Aurora, CO asked in Real Estate Law and Construction Law for Colorado

Q: We are building a home in Colorado and our builder has had endless delays and constant excuses as to why it’s not done.

Our original move in date was July 15, then August 15, August 25, now October 1st. He didn’t even start the foundation clearing until August 25th, it’s not been touched since then. The house is complete (modular) and off site, waiting on the site to be complete.

He is paying for a rental house for us as we moved from out of state but still has excuse after excuse as to why it won’t be ready. What legal recourse do we have?

Our contract states 120 days from funding, he’s long past that.

2 Lawyer Answers
James Alan Greer
James Alan Greer
Answered
  • Construction Law Lawyer
  • Boulder, CO
  • Licensed in Colorado

A: Dear Delayed Home Builder: Your question speaks of the phenomenon happening in CO (and other states) whereby the construction industry is "spread thin". I don't mention this to rebuke or to offer excuses for the Contractor, but delayed projects are a sig of the times. You have a contract with a 120 completion clause. Without the benefit of examining a copy, I will need to offer a series of questions to guide you. Q1: is there a penalty clause (for failing to complete on time). Q2: does the Contractor agree that they need to continue paying for the rental property (if they deny that obligation, you will need to insist under penalty of lawsuit/arbitration). Q3: have you incurred any actual losses because of the delay (examples: an income property loses rent but a personal residence does not have "loss of use" damages according to case law; whereas you may be incurring costs for extra loan expenses, or extra utilities) - if so, then you may want to present a Legal Demand for reimbursement of these costs. Q4: does the construction contract contain an "ADR Clause" ? meaning, is there arbitration (rather than court) because that would be less expensive to process a claim as compared with a trial. Q5: is there an attorneys fees provision, because if there is then the contractor understands that they may have to pay your fees in a claims pursuit. These are the questions that need to be examined for you to guide your next steps.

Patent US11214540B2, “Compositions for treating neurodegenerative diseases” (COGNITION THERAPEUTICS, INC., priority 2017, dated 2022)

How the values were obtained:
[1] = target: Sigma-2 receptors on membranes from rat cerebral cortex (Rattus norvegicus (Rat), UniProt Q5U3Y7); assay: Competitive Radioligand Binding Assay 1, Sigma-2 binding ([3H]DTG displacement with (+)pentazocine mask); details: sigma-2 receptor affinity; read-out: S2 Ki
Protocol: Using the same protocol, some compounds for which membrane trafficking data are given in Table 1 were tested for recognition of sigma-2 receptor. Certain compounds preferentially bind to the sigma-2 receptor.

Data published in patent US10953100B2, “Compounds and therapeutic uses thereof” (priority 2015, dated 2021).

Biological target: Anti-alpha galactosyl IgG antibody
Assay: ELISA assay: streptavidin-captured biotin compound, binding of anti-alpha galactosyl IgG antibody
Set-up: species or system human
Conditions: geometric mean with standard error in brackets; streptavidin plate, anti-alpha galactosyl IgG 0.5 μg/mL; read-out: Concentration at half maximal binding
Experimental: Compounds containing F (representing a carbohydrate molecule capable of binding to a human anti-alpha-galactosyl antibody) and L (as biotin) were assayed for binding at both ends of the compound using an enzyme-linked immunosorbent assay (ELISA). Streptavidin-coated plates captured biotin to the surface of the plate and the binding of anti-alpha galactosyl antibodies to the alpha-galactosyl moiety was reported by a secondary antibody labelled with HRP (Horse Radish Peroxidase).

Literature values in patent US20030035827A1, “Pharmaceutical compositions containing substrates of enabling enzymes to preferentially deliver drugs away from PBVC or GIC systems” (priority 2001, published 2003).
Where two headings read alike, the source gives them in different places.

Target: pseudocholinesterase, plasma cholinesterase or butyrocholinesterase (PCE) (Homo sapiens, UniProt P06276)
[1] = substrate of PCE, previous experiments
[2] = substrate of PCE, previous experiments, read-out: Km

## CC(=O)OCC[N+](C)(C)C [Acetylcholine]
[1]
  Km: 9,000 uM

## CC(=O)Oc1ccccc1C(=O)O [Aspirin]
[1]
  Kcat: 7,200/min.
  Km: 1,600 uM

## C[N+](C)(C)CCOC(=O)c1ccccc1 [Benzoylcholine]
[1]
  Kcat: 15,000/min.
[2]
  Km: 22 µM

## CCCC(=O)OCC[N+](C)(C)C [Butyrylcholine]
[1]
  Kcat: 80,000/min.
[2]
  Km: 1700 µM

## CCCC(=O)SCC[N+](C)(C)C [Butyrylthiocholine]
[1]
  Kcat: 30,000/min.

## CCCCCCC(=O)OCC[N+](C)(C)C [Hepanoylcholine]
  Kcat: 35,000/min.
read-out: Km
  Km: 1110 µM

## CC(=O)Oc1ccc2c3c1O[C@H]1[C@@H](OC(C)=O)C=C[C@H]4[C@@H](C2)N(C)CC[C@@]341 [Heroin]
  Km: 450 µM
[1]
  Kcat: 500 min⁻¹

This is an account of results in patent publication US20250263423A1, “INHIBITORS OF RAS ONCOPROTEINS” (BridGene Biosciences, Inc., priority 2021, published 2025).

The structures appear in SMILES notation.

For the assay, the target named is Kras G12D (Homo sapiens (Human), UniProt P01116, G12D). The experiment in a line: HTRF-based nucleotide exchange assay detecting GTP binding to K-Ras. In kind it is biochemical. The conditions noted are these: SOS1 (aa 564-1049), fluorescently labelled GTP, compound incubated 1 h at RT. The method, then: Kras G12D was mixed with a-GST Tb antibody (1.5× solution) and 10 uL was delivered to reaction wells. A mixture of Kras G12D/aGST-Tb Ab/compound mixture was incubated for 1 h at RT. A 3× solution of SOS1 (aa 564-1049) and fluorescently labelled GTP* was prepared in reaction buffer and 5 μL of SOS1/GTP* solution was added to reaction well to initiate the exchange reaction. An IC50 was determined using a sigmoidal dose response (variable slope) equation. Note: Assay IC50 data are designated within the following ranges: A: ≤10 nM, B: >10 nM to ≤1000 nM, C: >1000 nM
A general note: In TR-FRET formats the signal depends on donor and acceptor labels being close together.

JIM GREER is an attorney licensed to practice in CO and CA and has specialized in real estate matters for the past 30 years; nothing herein shall be construed as the offering of legal advice insofar as Mr. Greer is not in an attorney-client capacity with the inquiring party. 303.818.8422

Donald C Eby
Donald C Eby
Answered
  • Castle Rock, CO
  • Licensed in Colorado

A: Your rights are completely dependant upon your contract.

I recommend contacting an attorney to review your contract and discuss your rights, remedies, options, etc. That attorney may also send the Contractor a Demand Letter which may prove to be just the motivation you need.

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